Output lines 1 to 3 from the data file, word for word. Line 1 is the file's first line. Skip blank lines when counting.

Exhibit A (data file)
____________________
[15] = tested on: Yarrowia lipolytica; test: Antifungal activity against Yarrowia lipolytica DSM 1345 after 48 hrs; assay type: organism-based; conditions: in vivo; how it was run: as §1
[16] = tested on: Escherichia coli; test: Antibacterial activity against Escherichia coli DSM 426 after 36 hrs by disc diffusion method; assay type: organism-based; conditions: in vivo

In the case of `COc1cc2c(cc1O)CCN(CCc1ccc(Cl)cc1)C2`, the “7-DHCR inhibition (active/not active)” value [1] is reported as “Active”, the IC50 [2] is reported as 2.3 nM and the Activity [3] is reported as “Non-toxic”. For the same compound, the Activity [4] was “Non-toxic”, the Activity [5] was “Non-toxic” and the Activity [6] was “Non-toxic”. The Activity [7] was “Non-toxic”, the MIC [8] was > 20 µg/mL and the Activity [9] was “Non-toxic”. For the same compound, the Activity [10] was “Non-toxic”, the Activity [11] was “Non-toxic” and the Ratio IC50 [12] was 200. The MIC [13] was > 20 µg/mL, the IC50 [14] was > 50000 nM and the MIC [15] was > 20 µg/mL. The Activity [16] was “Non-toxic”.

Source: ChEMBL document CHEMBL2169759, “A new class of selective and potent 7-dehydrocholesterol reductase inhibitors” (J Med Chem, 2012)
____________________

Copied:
[15] = tested on: Yarrowia lipolytica; test: Antifungal activity against Yarrowia lipolytica DSM 1345 after 48 hrs; assay type: organism-based; conditions: in vivo; how it was run: as §1
[16] = tested on: Escherichia coli; test: Antibacterial activity against Escherichia coli DSM 426 after 36 hrs by disc diffusion method; assay type: organism-based; conditions: in vivo

In the case of `COc1cc2c(cc1O)CCN(CCc1ccc(Cl)cc1)C2`, the “7-DHCR inhibition (active/not active)” value [1] is reported as “Active”, the IC50 [2] is reported as 2.3 nM and the Activity [3] is reported as “Non-toxic”. For the same compound, the Activity [4] was “Non-toxic”, the Activity [5] was “Non-toxic” and the Activity [6] was “Non-toxic”. The Activity [7] was “Non-toxic”, the MIC [8] was > 20 µg/mL and the Activity [9] was “Non-toxic”. For the same compound, the Activity [10] was “Non-toxic”, the Activity [11] was “Non-toxic” and the Ratio IC50 [12] was 200. The MIC [13] was > 20 µg/mL, the IC50 [14] was > 50000 nM and the MIC [15] was > 20 µg/mL. The Activity [16] was “Non-toxic”.